Crossdot Digital

The Case for Disruptive Innovation

One of the silver linings for me last year was a profound realization that I was yearning to learn something new, or somewhat new, in an academic environment. About the same time this self-reflection occurred, I also discovered- me, the self-professed, “black sheep of the family,” was a descendant generational granddaughter of not only a Yale University (or Collegiate College back in the 1600s) Founder, as well as another distant ascendant of one of the 1st students to graduate from Yale University with a degree in Theology in 1703. So naturally, it made perfect sense to take a Yale Executive Education Leadership online course.

I chose a Global Business and Politics Program, and I am thoroughly enjoying my role as a student. I am sharing just a snippet of the knowledge I am gaining in this blog, about changing things up and thinking large without restrictions.

Let’s take a glance at the pandemic and one of the essential products that have become mainstream and imperative for much of the world-hand sanitizer. When details emerged about a new, deadly virus hitting populated countries, the need for germ control raged seemingly overnight. Shelves were wiped bare of Purcell and Germ-X. The same items that were simply an afterthought at the impulse item shelve at the store were suddenly in high demand.

Opportunistic hoarders seeking fortune tried to sell on Craigslist, eBay, make-shift overnight e-commerce websites for 10 or 20 times over standard retail prices. It became nearly impossible to find one of those pesky, 1.0 Fl oz bottles, not unlike the toilet paper debacle.

Here is the innovative disruption: A Spirit Distillery, realizing there was an enormous market opportunity, pivoted and created a hand sanitizer in mass, using the same products to make spirits. By stepping up and stepping into a market not previously considered, they were now competing with large corporations such as Gojo Industries, which make Purell hand sanitizer.

Gojo could not keep up with supply vs. demand, and they did not possess the same products in-house to quickly create more products, unlike the distillery who readily had sanitizing ingredients at the warehouse.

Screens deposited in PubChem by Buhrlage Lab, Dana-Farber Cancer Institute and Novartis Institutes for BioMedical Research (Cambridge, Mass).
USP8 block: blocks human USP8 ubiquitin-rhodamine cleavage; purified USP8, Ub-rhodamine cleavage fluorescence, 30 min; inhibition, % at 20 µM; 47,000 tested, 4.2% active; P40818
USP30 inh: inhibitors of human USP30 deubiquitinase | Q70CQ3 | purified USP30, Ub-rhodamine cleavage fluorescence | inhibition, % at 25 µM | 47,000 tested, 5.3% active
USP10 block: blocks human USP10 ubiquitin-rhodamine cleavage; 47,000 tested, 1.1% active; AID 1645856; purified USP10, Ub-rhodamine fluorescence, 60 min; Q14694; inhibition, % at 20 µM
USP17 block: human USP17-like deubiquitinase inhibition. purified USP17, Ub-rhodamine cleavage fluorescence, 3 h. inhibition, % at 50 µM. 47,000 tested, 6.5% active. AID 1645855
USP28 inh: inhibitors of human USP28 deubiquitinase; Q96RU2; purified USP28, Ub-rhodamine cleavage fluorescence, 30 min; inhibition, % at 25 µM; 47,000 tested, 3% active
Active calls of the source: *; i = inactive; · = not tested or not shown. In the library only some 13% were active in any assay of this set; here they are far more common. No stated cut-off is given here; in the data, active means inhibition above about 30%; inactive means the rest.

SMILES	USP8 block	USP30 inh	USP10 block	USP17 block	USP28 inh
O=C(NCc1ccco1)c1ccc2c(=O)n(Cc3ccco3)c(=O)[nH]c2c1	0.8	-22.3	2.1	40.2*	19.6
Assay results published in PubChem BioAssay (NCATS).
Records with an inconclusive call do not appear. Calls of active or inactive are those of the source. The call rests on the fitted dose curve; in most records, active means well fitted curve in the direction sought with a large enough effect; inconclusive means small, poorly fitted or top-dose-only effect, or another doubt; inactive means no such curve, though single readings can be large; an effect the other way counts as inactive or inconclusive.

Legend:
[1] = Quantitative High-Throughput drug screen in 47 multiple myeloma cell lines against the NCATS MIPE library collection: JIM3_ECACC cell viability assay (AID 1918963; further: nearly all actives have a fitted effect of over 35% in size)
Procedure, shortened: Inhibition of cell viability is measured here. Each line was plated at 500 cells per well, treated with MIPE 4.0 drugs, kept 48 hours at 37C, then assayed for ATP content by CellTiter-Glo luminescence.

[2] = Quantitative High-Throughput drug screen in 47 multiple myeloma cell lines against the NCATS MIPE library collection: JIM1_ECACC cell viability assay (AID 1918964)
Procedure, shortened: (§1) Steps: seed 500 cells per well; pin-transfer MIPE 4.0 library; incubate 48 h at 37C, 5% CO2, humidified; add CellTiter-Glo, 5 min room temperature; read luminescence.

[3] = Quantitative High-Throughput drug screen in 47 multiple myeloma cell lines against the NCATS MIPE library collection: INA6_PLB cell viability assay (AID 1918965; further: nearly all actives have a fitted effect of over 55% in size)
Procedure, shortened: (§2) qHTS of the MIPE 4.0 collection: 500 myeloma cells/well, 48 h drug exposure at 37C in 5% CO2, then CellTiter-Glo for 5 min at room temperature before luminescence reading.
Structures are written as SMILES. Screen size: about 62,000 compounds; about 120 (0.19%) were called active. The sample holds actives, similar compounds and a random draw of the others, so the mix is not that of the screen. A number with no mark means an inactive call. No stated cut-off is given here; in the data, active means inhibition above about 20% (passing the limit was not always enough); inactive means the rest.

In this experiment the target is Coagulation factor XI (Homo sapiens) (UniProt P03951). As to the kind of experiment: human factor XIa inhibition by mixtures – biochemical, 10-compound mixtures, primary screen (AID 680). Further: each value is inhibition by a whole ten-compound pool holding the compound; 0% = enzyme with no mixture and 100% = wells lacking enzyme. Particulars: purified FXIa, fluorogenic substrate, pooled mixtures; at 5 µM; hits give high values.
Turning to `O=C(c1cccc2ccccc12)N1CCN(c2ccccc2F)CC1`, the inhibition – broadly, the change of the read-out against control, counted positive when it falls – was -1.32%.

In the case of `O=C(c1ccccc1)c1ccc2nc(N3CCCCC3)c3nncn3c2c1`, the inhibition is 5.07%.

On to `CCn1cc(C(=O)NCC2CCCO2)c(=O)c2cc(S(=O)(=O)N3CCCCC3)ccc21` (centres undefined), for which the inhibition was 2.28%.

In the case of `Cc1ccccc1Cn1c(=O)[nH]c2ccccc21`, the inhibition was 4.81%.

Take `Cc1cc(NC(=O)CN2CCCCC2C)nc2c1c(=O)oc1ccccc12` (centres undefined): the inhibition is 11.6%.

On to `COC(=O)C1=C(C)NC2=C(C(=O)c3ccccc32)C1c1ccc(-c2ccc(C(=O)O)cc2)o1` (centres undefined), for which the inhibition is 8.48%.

The non-market issue at hand was that the distillery was incorporated, licensed, and regulated for liquor production, not hand sanitizer.

Then came the case of these regulatory guidelines to sell a product and the tax to be collected from liquor, spirits, alcohol, etc. The distillery was hit with a $14k fine by the US Food and Drug Administration for pivoting in the pandemic and supplying a much-needed item, not only to the general consumer but to hospitals, clinics, ambulance services, to kill germs in a pandemic. The distillery incidentally gave away their products to hospitals, schools, police depts. and nursing homes across the US.

At the federal government’s request, they ceased production of whisky, bourbon, gin, and brandy to create a well-thought-out assembly line of speedy sanitizer products. Soon after that, they discovered the $14k assessed tax on the products they primarily made and distributed pro-bono.

Their business model was varied to denature the percentage of alcohol in the products so it could not be consumed as an alcoholic beverage by buyers. Additionally, they incurred costs by purchasing equipment such as bottles, lids, and pumps for the free products.

After public outcry and countless hours fighting bureaucracy by the owners, finally, they received word that the US Dept. of Health and Human Services had ceased to enforce the arbitrary industry standard for spirits, taxes on the products.

How did the feds initially find out about the distillery’s genius or disruptive innovation? Quite possibly by an unsettled competitor. Organizations that promote or develop disruptive innovation need to be ready to engage in the nonmarket environment, with rules and regulations, legislators, policymakers, and competitors. But do not let that scare you. This is when the fun begins.

Cheers to creating, innovating, and breaking the glass ceiling, entrepreneurs.

Michelle Hart | CEO | Cross Dot Digital Creative + PR Agency

We are a quirky assortment of seasoned pros, up-and-comers, introverts, extroverts, cool kids, and nerds who love to use art, science, technology, and words to influence consumers into becoming raving fans. Reach out: michelle@crossdotdigital.com

Footnotes:
⦁ Thomas Buckingham, Founder Yale University http://archives.yalealumnimagazine.com/issues/2004_05/old_yale.html#:~:text=(Yale%20awarded%20its%20first%20diplomas,a%20civic%20and%20military%20leader.

⦁ John Hart, who had transferred from Harvard in September 1702, was the solitary graduate in 1703. (Yale awarded its first diplomas in 1702, but those degrees went to four Harvard grads and a student who had received a private education elsewhere.) http://archives.yalealumnimagazine.com/issues/2004_05/old_yale.html#:~:text=(Yale%20awarded%20its%20first%20diplomas,a%20civic%20and%20military%20leader.